The oversupply of teachers over the past decade hasn’t stopped some graduates from finding full-time positions with a school board.
In high school, Caylin Metcalfe, 24, of Aurora, never dreamed she could become a teacher. Yet this January, she did it against many odds, including a learning disability and low employment rates in her field.
Finding full-time teaching work in Ontario has been a challenge over the past ten years, so in 2015 the provincial government reduced the number of teaching graduates from 9,000 to 4,500 grads each year.
Metcalfe graduated from UOIT’s Bachelor of Education program and knows this challenge all too well of the low employment rates in teaching. Yet, she wanted to become a teacher because of her own learning disability.
Her kindergarten teachers noticed she had trouble reading, and discussed the problem with her parents.
In Grades 3 and 4, Metcalfe recognized her disability when she would read out loud and stumble over her words.
Although she was shy and didn’t want to feel embarrassed in front of her peers, her teachers’ care and support guided her daily to improve her reading skills. The constant encouragement lead Metcalfe to want to help people the same way.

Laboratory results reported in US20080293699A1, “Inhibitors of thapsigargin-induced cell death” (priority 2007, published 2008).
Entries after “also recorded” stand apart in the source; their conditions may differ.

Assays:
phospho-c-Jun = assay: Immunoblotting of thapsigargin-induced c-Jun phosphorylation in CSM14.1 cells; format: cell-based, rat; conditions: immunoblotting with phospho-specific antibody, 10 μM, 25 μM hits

“I had these teachers who were really supportive, especially my principal at the time, and they pushed and encouraged me,” she said. “I was a borderline student and this two-year program called ISA did not want to take me on, and she pushed for me, and with that program I excelled for that one year. I went back to school and I was much better in my reading ability.”
In high school, Metcalfe wasn’t comfortable talking about her disability, and thought becoming a teacher was not an option.
“When I was young and thinking that I had a learning disability, there’s no way I could be a teacher because I couldn’t be smart enough if that’s the situation,” she said. “I honestly think without them, I never would’ve been able to be so successful and even consider other careers.”
Metcalfe also considered marine biology, engineering, and architecture. Ultimately, her goal was to help people find their passion through teaching.
Currently, Metcalfe has full-time hours in her field. She tutors and works for STEM Minds in Aurora, teaching children on science-related subjects, and she occasionally works as emergency supply teacher.
She graduated with teachable subjects in biology and chemistry for the intermediate and senior division of Grade 7 to 12.
Metcalfe was told she wouldn’t get the chance to be a teacher because of the low employment rates. However, she listened to her heart and followed her path to want to teach.
“It all came down to the fact that I wanted to help others,” she said. “I want to continue to push students to find their areas of strengths, their areas of need, and help support them through it, so that they can basically do whatever they want to do.”